To be a functioning member, giving cheerfully and abundantly, and serving without hesitation.
To be a unifying church member, avoiding gossip and negative talk, and promoting forgiveness and unity.
To avoid insisting on personal preferences and desires, and to put up with associated inconveniences.
To pray for church leaders every day, including for protection and physical and mental health.
To lead one’s family to be healthy church members, worshipping together and praying together for the church.
To treasure church membership as a gift, rather than treating it as a legalistic obligation.
The book is a very short one, at around 80 pages, easy to read and inexpensive. I found it quite inspiring, and by the end I was feeling eager to commit to a higher level of church membership. The problem with passivity in churches is usually diagnosed – probably correctly – as a leadership problem, but it is also a followership problem, and this book is a great way to open the eyes of ordinary believers to the importance of their role as fully participating members of the body.
The US provides substantial food aid at times of crisis to many countries around the world. According to current policy, the food is purchased from US farmers. This has the advantage of helping the US farmers, many of whom are struggling to make a decent living, like farmers in many other developed countries. However, it also has significant disadvantages, including the logistical challenge of transporting the food aid and the adverse effects of imported food aid on local markets in recipient countries.
Unfortunately, when food aid is imported into a recipient country and distributed free of charge, local farmers are no longer able to sell their crops, because they are unable to compete with free. If the food aid continues for long enough, there will be a disincentive for local farmers to plant the next crop because they know or suspect that they will be unable to sell it, and accordingly the delivery of food aid can actually cause long-term food insecurity, as has happened in Ethiopia.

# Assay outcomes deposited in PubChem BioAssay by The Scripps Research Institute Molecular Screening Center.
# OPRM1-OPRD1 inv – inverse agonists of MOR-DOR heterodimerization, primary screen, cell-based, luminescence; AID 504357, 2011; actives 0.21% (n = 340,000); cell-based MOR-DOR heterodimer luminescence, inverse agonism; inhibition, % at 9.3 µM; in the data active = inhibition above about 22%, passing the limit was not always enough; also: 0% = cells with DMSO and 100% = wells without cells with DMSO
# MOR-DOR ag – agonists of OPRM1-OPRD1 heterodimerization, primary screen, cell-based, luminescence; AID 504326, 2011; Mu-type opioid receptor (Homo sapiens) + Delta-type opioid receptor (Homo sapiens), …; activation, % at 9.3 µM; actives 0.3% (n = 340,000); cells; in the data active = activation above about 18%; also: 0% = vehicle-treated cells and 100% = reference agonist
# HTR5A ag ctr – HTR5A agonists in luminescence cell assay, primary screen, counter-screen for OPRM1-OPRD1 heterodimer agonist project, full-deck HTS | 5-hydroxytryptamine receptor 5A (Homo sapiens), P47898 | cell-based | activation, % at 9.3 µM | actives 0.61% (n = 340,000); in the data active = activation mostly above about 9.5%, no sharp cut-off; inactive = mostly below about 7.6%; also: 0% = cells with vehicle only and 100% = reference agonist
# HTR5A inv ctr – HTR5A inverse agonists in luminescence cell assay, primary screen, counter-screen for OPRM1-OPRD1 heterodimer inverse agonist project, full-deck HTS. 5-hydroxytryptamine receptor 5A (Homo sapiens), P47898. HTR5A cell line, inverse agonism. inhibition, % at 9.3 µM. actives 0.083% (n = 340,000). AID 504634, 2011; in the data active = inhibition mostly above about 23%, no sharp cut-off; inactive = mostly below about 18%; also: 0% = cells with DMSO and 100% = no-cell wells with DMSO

According to a recent New York Times article, the Obama Administration is seeking to change the food aid policy to give preference to buying food in developing countries, rather than buying it from US farmers and shipping it to the recipients. The change should enable the US to provide significantly more food aid at lower cost. The change in policy is being opposed by organisations with US farming and shipping interests, who stand to lose hundreds of jobs.
Kenya’s new president, Uhuru Kenyatta, who was inaugurated yesterday, faces some awkward moments in handling the country’s international relations. Kenyatta is one of the three Kenyans currently being tried by the International Criminal Court for crimes against humanity alleged to have been committed after the 2007 Kenyan elections, and his election campaigning used anti-Western rhetoric, the argument being that the ICC and Kenyatta’s main opponent were tools of the West.
Now that he has become president, Kenyatta needs to decide whether to court or antagonise Europe and the US, bearing in mind the extent to which Kenya relies on those countries for funding and as major export markets. India and China are the main sources of Kenya’s imports, but they both receive no more than a tiny proportion of the country’s exports. The US, UK and private foundations contribute 100 times as much to Kenya’s health and education sectors as does China.
If Kenyatta decides to cease cooperating with the International Criminal Court, it is likely that Western countries will start imposing sanctions, at significant cost to the Kenyan economy. The country is already facing considerable financial challenges following lower than expected revenue and numerous unexpected expenses in the current budget year, and the level of private investment has been low for some time in anticipation of the elections.
Zimbabwe dictator Robert Mugabe’s thirty years of economic outrages have not been enough to keep him satisfied. He now plans to shut down the Standard Chartered Bank and some other foreign-owned firms because they have failed to comply with his demand that it hand over 51 percent of its ownership to “indigenous Zimbabweans” (usually meaning relatives and cronies of the incumbent president).
Uncle Bob Mugabe has never been one to submit to the logic of economists, and presumably he has not noticed the link between expropriation of foreign-owned assets and the reluctance of foreigners to invest in his country, or alternatively he has ceased to care about such trivia, having presided over one of the greatest economic declines in the history of the world, reducing his country from one of the wealthiest in Africa to one of the poorest.
Standard Chartered Bank has been operating in Zimbabwe for 120 years, the first financial institution to be established in that country, according to the bank’s website. It currently has 29 branches including a special Robert Mugabe Branch, on Robert Mugabe Avenue in Harare, and employs 700 people in Zimbabwe. The bank is a wholly-owned subsidiary of the British company Standard Chartered PLC.